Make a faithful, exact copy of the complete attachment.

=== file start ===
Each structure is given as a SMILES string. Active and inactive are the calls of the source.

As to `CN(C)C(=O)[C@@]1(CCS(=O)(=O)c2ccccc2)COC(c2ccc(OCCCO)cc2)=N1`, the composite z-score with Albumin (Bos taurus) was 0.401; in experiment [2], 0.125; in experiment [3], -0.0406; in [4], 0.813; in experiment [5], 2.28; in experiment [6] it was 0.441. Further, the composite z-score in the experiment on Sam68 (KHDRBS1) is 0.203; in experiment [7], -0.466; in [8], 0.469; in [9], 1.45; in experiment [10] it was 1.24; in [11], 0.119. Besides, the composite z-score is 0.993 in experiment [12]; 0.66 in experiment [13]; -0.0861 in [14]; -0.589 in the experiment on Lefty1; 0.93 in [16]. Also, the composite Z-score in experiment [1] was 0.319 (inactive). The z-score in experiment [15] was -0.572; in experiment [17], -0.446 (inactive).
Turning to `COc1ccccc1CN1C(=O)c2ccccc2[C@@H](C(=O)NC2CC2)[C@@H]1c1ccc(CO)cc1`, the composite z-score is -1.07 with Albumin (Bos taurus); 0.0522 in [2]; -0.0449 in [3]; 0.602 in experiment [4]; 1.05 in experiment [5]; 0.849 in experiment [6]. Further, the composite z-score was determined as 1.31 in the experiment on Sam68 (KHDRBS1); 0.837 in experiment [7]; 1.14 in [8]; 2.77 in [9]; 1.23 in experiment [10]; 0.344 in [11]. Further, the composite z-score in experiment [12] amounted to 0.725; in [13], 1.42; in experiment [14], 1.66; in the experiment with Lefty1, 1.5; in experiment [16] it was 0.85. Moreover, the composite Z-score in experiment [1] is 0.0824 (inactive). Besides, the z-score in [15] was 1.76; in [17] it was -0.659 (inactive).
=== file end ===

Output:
Each structure is given as a SMILES string. Active and inactive are the calls of the source.

As to `CN(C)C(=O)[C@@]1(CCS(=O)(=O)c2ccccc2)COC(c2ccc(OCCCO)cc2)=N1`, the composite z-score with Albumin (Bos taurus) was 0.401; in experiment [2], 0.125; in experiment [3], -0.0406; in [4], 0.813; in experiment [5], 2.28; in experiment [6] it was 0.441. Further, the composite z-score in the experiment on Sam68 (KHDRBS1) is 0.203; in experiment [7], -0.466; in [8], 0.469; in [9], 1.45; in experiment [10] it was 1.24; in [11], 0.119. Besides, the composite z-score is 0.993 in experiment [12]; 0.66 in experiment [13]; -0.0861 in [14]; -0.589 in the experiment on Lefty1; 0.93 in [16]. Also, the composite Z-score in experiment [1] was 0.319 (inactive). The z-score in experiment [15] was -0.572; in experiment [17], -0.446 (inactive).
Turning to `COc1ccccc1CN1C(=O)c2ccccc2[C@@H](C(=O)NC2CC2)[C@@H]1c1ccc(CO)cc1`, the composite z-score is -1.07 with Albumin (Bos taurus); 0.0522 in [2]; -0.0449 in [3]; 0.602 in experiment [4]; 1.05 in experiment [5]; 0.849 in experiment [6]. Further, the composite z-score was determined as 1.31 in the experiment on Sam68 (KHDRBS1); 0.837 in experiment [7]; 1.14 in [8]; 2.77 in [9]; 1.23 in experiment [10]; 0.344 in [11]. Further, the composite z-score in experiment [12] amounted to 0.725; in [13], 1.42; in experiment [14], 1.66; in the experiment with Lefty1, 1.5; in experiment [16] it was 0.85. Moreover, the composite Z-score in experiment [1] is 0.0824 (inactive). Besides, the z-score in [15] was 1.76; in [17] it was -0.659 (inactive).